So, you might be thinking, that’s it? Put in the time and effort and you’ll build world-class talent and produce great work?


Anyone who has ever tried building muscle knows that muscle isn’t built as you sweat in the gym, it’s built as you snore in the bed.

Just as important as putting in the focused concentration is making the time to adequately recover.

This is why Alex Soojung-Kim Pang notes in his book Rest:

“Those who research world-class performance focus only on what students do in the gym or track or practice room. Everybody focuses on the most obvious, measurable forms of work and tries to make those more effective and more productive. They don’t ask whether there are other ways to improve performance and improve your life. This is how we’ve come to believe that world-class performance comes after 10,000 hours of practice, but that’s wrong; it comes after 10,000 hours of deliberate practice, 12,500 hours of deliberate rest, and 30,000 hours of sleep.”

Activities like walking, journaling, and napping can be great ways to recover from the psychological strain of intense concentration.

On the other hand, “checking out” by watching television or scrolling through a feed on your phone just causes you to be distracted.

The work culture of the rat race: shallow work and distraction

At one point I mentioned to one of my coworkers that I felt like I had become a professional email responder.

I’m not alone. Many workers go about their day switching from one task to another as they are side-tracked by distractions and interruptions.

Consider these startling statistics shared by Thrive Global:

A study from Stanford University found that multitasking actually reduces our productivity by as much as 40 percent.
And all those emails bombarding your inbox? Those are taking a toll, too. Gloria Mark of the University of California, Irvine, found that in a typical office, an employee gets only 11 minutes between each interruption — and then takes an average of 25 minutes to even get back to the original task.

This modern work environment is fragmenting our focus, making us chronically busy, but rarely productive.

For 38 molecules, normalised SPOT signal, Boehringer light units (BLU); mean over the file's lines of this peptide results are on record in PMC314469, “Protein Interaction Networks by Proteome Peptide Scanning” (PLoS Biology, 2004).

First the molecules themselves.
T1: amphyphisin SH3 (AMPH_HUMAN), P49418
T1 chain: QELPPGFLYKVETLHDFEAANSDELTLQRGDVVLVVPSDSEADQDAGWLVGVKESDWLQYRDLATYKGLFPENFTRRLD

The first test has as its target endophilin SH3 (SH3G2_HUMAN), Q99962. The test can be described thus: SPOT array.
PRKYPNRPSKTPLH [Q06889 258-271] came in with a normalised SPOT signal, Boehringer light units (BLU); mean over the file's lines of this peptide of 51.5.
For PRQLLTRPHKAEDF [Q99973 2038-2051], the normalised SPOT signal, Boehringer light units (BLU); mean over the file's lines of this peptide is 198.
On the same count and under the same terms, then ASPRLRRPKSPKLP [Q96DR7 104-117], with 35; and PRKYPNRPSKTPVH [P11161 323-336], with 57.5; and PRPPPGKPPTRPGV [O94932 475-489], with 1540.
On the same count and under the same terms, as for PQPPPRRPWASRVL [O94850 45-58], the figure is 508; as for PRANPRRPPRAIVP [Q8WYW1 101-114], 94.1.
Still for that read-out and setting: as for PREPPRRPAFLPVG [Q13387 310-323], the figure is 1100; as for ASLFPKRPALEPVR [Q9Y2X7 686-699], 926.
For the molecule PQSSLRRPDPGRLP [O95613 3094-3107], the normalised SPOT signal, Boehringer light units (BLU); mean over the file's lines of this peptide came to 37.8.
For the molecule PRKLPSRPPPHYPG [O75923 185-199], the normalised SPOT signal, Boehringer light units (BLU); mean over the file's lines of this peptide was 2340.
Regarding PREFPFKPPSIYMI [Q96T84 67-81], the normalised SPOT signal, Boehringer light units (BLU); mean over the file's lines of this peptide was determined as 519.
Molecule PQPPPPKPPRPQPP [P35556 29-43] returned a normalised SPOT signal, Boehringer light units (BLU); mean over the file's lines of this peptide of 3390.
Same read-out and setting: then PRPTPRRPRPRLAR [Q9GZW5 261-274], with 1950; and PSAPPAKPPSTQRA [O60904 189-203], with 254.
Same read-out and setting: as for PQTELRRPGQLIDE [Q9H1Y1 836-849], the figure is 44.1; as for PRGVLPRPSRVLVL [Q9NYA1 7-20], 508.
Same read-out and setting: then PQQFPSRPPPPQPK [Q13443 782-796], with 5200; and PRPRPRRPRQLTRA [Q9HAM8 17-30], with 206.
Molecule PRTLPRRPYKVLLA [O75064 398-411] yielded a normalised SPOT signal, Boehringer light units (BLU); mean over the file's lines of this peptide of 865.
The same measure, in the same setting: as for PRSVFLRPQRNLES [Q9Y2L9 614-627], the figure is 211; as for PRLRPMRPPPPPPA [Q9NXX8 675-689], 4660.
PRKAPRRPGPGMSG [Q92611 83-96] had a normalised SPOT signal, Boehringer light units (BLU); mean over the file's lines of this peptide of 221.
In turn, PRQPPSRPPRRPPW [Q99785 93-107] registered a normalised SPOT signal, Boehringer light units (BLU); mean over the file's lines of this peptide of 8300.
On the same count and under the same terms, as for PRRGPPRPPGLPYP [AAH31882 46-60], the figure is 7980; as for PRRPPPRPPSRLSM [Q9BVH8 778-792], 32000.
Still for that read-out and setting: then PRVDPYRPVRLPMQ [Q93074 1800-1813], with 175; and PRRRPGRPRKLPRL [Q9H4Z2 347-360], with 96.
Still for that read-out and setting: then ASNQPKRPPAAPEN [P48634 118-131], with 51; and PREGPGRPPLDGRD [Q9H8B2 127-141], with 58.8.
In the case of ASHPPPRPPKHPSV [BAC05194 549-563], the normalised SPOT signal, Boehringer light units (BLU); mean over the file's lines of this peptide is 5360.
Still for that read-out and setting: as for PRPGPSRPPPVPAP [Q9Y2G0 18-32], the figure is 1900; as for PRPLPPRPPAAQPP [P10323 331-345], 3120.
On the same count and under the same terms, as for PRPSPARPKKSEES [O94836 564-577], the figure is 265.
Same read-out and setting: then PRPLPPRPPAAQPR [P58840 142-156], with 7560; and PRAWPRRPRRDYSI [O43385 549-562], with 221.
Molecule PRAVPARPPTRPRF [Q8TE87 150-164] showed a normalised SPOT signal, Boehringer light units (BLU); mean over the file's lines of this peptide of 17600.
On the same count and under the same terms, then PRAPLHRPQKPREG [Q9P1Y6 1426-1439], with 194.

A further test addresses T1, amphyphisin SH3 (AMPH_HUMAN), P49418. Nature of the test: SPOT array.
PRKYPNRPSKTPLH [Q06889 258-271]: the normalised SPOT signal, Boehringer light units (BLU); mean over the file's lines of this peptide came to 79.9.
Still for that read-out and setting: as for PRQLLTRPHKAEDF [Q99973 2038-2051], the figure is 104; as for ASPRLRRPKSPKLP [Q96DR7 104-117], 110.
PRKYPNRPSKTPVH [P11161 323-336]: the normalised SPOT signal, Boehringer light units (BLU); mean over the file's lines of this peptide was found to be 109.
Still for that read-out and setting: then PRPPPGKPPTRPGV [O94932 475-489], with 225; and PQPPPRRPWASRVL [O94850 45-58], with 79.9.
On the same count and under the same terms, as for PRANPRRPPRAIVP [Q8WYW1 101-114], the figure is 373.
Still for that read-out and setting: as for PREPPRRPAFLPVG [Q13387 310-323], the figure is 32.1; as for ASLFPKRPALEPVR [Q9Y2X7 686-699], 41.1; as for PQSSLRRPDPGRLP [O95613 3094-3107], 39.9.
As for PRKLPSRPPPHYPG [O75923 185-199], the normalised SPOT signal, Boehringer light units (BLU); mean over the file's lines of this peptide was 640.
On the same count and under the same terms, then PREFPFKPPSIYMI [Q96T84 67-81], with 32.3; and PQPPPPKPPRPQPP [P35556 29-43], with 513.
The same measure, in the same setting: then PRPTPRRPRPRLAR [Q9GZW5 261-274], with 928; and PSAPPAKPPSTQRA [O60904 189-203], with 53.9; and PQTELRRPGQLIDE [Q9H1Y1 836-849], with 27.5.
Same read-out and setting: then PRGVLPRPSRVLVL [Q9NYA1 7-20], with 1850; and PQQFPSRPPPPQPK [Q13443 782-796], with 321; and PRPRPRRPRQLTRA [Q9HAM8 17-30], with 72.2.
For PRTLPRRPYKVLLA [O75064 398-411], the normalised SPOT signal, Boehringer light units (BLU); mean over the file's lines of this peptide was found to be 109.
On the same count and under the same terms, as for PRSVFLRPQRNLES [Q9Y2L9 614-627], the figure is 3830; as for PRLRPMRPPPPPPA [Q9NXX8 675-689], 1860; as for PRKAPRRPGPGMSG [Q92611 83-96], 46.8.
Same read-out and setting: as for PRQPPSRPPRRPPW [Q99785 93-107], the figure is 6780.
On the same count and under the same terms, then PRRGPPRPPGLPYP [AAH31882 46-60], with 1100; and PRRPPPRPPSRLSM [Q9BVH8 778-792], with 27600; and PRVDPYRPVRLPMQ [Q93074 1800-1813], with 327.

Of course, since most employers have no idea how much knowledge workers are contributing, many people stay addicted to the steady stream of distraction that keeps them tied to their desk. Because looking busy is the only kind of work that your boss recognizes as valid.

The other day I was leaving for the day at the exact same time as another coworker. As we walked out the door I went for the standard small talk line and commented on how lovely the weather was. She replied that she hadn’t been outside all day.

She hadn’t been outside all day!

Eight straight hours of staring at a computer screen, switching between various tasks, looking busy, and responding to manufactured emergencies.

High stress, low productivity, but at least you look busy.

This might be a good time to bring up this nugget of wisdom from author Nassim Nicholas Taleb:

“Only in recent history has working hard signaled pride, rather than shame.”

The Two Modes of Thinking

What is interesting is that this idea of Deep Work and Deliberate Rest has already popped up in many disciplines.

For example, in the field of psychology, Nobel Prize winner Daniel Kahneman has demonstrated that the brain has two modes of operating, which he calls system one and system two.

System one is swift and effortless, it might also be called intuition.

System two is effortful and slow and requires intense concentration.

If we were on a walk and I suddenly asked what 402 divided by six was, you’d probably stop in your tracks as you made the mental transition from system one to system two.

The key thing about system two is that although you are more logical in system two, it’s psychologically expensive. Kahneman argues that cognitive biases stem from the fact that in many situations where we should stop and think, we press on with intuition to save mental energy.